While McCutchen might be showing improvements, none of this signals that he’s close to a return. And as with Walker, there’s the risk that McCutchen could come back early, then suffer a setback and potentially be out longer. Huntington noted this risk with McCutchen on Sunday.
“This is one a little bit like a hamstring injury, where you play to tolerance but there is the threat of regression and there is the threat of re-injury,” Huntington said. “That’s a part of our thought process as we try to thoughtfully progress it so that we don’t re-aggravate it, or worse. And that’s been part of the challenge. It’s an injury that has been atypical to baseball. It is a torque based injury and he obviously creates a ton of torque when he swings the bat, so we still got a big hurdle to clear but we are optimistic and I’m not sure anybody could work any harder, or be any more positive about the process than Andrew’s been so far.”
Huntington also spoke to the potential benefits of keeping McCutchen and Walker off the disabled list, while also noting the balance of not playing short for too long.
“We’re trying to make sure we don’t put ourselves in harm’s way by playing short for too long but at the same time if we get Andrew McCutchen back at Day 11 instead of Day 16, that’s five games where he has a chance to make an impact and the same thing with Neil Walker. So it’s a real interesting challenge right now. Other than having our pitchers hit a couple times the other night in situations they really wouldn’t have hit in, and we still won the game, Clint really hasn’t been pinched that much. But there’s always the next day that could force our hand.”
I’m not sure if the shortage on the bench or in the bullpen has really cost the Pirates much. They’ve gone 3-3 since McCutchen has gone down, and only one of the losses was really close. You could argue that Saturday’s 2-1 loss might have been better with an extra guy off the bench. However, they had two opportunities with guys off the bench and runners on base. Neither Pedro Alvarez nor Ike Davis came up in those situations. I don’t think the extra bench player would be getting an opportunity over those guys, so you’re probably looking at the same result.
The focus on the short bullpen and bench is an obvious thing to point out here. There are potential risks involved with having a 23-man roster. There are also potential rewards by having McCutchen and/or Walker back early. But I think the focus of a short roster vs getting those players back early misses the bigger issue here. The bigger issue is that this is a situation where the Pirates are hoping to get their guys back early, taking an aggressive approach rather than a conservative approach, and potentially risking a much bigger absence for either player.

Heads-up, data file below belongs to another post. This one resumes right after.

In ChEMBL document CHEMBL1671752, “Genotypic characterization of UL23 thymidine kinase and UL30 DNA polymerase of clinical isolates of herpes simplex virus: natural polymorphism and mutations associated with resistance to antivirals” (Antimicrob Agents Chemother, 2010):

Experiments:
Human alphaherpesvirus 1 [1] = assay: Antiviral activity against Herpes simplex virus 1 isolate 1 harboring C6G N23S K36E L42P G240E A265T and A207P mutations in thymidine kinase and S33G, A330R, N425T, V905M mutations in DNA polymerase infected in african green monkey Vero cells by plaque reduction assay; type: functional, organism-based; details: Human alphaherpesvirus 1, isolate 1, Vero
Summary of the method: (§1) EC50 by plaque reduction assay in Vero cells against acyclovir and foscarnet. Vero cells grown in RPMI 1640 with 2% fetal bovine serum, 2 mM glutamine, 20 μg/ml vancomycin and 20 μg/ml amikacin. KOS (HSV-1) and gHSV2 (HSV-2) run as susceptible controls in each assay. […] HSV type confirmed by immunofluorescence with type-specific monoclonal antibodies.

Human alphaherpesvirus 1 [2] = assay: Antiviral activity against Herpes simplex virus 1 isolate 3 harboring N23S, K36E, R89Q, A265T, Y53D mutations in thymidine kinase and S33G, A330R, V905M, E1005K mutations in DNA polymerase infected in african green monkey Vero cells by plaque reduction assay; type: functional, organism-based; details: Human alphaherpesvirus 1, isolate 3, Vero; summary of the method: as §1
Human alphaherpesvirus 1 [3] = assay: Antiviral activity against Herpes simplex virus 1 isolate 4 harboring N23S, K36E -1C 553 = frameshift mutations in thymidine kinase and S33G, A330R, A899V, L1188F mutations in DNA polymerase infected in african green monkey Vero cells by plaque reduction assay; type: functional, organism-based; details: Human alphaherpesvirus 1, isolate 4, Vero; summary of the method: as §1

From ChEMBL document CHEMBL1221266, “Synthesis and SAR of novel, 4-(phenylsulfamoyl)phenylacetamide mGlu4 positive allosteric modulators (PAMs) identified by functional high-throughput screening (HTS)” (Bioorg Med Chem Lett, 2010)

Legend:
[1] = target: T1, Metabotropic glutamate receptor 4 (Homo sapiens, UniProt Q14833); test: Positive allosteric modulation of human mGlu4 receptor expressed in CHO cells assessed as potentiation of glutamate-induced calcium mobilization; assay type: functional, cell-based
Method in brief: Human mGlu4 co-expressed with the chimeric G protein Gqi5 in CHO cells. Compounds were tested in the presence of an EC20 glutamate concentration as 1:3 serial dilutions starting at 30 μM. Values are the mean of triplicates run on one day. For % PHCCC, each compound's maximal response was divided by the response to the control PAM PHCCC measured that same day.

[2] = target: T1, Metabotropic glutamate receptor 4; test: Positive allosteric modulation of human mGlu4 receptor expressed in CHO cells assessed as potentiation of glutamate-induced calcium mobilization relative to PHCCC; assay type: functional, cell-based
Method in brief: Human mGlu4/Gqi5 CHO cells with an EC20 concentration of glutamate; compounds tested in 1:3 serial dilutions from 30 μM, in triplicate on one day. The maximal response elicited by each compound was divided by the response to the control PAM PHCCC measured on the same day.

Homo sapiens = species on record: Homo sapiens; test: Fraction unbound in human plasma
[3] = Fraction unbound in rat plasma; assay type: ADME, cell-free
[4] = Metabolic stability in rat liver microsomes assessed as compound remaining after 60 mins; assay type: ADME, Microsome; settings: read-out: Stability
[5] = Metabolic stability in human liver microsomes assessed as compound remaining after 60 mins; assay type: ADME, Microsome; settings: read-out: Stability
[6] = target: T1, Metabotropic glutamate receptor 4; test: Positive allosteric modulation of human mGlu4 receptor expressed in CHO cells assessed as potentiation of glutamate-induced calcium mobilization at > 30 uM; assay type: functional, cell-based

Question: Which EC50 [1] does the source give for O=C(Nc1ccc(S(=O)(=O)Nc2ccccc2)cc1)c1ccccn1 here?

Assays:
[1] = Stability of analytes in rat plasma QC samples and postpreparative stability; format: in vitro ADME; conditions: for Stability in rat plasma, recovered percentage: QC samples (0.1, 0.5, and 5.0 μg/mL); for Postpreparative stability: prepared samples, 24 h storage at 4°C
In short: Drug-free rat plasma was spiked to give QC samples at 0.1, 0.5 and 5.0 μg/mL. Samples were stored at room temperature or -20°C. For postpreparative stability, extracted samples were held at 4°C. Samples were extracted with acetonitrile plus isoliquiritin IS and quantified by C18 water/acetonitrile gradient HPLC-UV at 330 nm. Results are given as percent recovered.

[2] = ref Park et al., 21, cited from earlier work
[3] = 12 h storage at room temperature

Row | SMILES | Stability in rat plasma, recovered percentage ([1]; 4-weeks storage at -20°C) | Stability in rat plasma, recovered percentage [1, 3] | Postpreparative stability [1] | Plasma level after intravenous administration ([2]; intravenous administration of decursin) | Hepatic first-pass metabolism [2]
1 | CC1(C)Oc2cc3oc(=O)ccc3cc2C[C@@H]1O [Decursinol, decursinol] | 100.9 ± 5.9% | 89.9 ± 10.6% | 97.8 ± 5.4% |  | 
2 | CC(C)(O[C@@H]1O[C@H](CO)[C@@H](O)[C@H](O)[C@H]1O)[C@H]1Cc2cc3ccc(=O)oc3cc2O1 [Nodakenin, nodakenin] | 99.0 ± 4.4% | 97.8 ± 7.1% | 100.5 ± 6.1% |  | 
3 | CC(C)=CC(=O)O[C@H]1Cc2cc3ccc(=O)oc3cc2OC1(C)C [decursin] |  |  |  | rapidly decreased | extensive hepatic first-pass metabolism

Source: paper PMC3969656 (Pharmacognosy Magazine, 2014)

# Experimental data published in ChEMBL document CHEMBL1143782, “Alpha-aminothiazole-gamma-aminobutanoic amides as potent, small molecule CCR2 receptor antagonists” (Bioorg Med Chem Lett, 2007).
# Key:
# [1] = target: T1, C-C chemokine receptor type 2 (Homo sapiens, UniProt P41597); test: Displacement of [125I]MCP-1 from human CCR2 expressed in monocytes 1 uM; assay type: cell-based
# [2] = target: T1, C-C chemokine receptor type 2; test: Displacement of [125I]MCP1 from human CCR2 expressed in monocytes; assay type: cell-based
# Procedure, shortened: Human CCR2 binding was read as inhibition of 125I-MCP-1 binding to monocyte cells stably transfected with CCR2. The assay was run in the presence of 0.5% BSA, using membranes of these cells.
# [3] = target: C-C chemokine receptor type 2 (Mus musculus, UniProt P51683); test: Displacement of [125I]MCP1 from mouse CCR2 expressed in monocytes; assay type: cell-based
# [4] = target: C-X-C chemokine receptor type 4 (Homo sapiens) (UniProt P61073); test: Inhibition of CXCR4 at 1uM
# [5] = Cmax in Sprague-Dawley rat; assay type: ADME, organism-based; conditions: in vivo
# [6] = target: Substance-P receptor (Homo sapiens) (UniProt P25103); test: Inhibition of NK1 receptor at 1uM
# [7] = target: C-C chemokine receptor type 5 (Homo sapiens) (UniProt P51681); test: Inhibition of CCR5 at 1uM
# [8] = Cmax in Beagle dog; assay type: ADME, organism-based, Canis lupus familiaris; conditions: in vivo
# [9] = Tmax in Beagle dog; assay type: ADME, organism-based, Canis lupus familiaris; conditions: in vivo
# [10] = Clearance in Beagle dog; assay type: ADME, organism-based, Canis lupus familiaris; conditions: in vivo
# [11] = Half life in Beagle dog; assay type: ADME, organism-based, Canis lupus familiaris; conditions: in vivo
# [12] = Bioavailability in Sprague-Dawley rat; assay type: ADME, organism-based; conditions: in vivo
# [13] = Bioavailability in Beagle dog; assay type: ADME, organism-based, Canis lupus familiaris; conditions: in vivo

McCutchen is important to this team. Getting him back for five additional games would be a big thing (and at this point, that assumes he’s back by Thursday). If the Pirates placed him on the disabled list and missed out on five games where he could have played, then that would be a slight blow to their season. The bigger thing here isn’t the five game stretch at the end of McCutchen’s potential DL trip. It’s the 37 game stretch to end the season after McCutchen would come off the disabled list. Having McCutchen healthy for that stretch is a much bigger benefit than pushing to get him back for five additional games. And it’s the same situation with Walker.
Every game counts when you’re in a playoff race. So I can understand why the Pirates want to try and get McCutchen or Walker back early. But the last month and a half of the season is far more important than a few extra games you could gain by holding McCutchen and Walker off the disabled list. Trying to get those two players back early comes with the risk of aggravating the injuries further, which could put them out slightly longer than originally anticipated, or affect how they play for the remainder of the season when they do return. This is a case where the Pirates need to be conservative and focus on the larger sample of games, rather than being aggressive to try and get one or both of these guys back for a small handful of games.